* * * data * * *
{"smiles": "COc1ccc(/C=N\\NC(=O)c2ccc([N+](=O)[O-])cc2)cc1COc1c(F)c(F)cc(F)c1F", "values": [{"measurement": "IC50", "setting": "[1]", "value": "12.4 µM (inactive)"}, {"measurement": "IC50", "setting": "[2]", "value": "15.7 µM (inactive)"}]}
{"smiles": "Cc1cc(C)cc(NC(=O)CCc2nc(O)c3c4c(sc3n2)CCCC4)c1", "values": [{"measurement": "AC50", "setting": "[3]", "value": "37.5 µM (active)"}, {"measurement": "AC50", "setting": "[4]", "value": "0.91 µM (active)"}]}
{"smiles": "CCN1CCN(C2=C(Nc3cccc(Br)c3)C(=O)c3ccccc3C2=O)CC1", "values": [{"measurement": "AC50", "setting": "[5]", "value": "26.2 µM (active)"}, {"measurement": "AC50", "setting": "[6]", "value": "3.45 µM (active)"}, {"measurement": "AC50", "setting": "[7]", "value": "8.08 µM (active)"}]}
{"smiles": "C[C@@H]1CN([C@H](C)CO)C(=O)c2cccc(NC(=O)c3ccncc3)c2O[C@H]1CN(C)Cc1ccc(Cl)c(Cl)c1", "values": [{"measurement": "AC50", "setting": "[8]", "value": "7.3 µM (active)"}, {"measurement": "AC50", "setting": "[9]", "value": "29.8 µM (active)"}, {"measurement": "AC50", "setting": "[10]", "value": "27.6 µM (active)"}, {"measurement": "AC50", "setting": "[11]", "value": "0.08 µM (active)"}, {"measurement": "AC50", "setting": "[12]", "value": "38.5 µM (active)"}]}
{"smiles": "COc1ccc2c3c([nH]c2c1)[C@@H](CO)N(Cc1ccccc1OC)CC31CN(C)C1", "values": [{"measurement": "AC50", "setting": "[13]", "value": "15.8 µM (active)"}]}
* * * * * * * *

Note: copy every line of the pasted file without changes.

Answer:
{"smiles": "COc1ccc(/C=N\\NC(=O)c2ccc([N+](=O)[O-])cc2)cc1COc1c(F)c(F)cc(F)c1F", "values": [{"measurement": "IC50", "setting": "[1]", "value": "12.4 µM (inactive)"}, {"measurement": "IC50", "setting": "[2]", "value": "15.7 µM (inactive)"}]}
{"smiles": "Cc1cc(C)cc(NC(=O)CCc2nc(O)c3c4c(sc3n2)CCCC4)c1", "values": [{"measurement": "AC50", "setting": "[3]", "value": "37.5 µM (active)"}, {"measurement": "AC50", "setting": "[4]", "value": "0.91 µM (active)"}]}
{"smiles": "CCN1CCN(C2=C(Nc3cccc(Br)c3)C(=O)c3ccccc3C2=O)CC1", "values": [{"measurement": "AC50", "setting": "[5]", "value": "26.2 µM (active)"}, {"measurement": "AC50", "setting": "[6]", "value": "3.45 µM (active)"}, {"measurement": "AC50", "setting": "[7]", "value": "8.08 µM (active)"}]}
{"smiles": "C[C@@H]1CN([C@H](C)CO)C(=O)c2cccc(NC(=O)c3ccncc3)c2O[C@H]1CN(C)Cc1ccc(Cl)c(Cl)c1", "values": [{"measurement": "AC50", "setting": "[8]", "value": "7.3 µM (active)"}, {"measurement": "AC50", "setting": "[9]", "value": "29.8 µM (active)"}, {"measurement": "AC50", "setting": "[10]", "value": "27.6 µM (active)"}, {"measurement": "AC50", "setting": "[11]", "value": "0.08 µM (active)"}, {"measurement": "AC50", "setting": "[12]", "value": "38.5 µM (active)"}]}
{"smiles": "COc1ccc2c3c([nH]c2c1)[C@@H](CO)N(Cc1ccccc1OC)CC31CN(C)C1", "values": [{"measurement": "AC50", "setting": "[13]", "value": "15.8 µM (active)"}]}